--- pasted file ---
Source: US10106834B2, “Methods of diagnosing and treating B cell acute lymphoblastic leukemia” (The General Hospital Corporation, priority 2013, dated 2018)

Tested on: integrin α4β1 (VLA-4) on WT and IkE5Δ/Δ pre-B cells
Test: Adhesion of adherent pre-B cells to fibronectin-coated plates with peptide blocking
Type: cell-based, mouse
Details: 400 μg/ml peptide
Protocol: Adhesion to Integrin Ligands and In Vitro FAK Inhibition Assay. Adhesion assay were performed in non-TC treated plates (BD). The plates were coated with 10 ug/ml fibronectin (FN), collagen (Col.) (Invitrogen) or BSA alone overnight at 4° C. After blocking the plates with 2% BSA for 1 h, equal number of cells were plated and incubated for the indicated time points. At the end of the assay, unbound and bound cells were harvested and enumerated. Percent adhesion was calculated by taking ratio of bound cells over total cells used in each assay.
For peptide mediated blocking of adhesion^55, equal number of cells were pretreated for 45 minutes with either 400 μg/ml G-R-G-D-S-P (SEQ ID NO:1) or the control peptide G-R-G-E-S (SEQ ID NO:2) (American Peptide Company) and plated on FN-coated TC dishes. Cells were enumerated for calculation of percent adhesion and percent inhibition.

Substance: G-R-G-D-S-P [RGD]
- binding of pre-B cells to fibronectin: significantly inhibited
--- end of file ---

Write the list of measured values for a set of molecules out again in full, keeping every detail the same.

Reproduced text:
Source: US10106834B2, “Methods of diagnosing and treating B cell acute lymphoblastic leukemia” (The General Hospital Corporation, priority 2013, dated 2018)

Tested on: integrin α4β1 (VLA-4) on WT and IkE5Δ/Δ pre-B cells
Test: Adhesion of adherent pre-B cells to fibronectin-coated plates with peptide blocking
Type: cell-based, mouse
Details: 400 μg/ml peptide
Protocol: Adhesion to Integrin Ligands and In Vitro FAK Inhibition Assay. Adhesion assay were performed in non-TC treated plates (BD). The plates were coated with 10 ug/ml fibronectin (FN), collagen (Col.) (Invitrogen) or BSA alone overnight at 4° C. After blocking the plates with 2% BSA for 1 h, equal number of cells were plated and incubated for the indicated time points. At the end of the assay, unbound and bound cells were harvested and enumerated. Percent adhesion was calculated by taking ratio of bound cells over total cells used in each assay.
For peptide mediated blocking of adhesion^55, equal number of cells were pretreated for 45 minutes with either 400 μg/ml G-R-G-D-S-P (SEQ ID NO:1) or the control peptide G-R-G-E-S (SEQ ID NO:2) (American Peptide Company) and plated on FN-coated TC dishes. Cells were enumerated for calculation of percent adhesion and percent inhibition.

Substance: G-R-G-D-S-P [RGD]
- binding of pre-B cells to fibronectin: significantly inhibited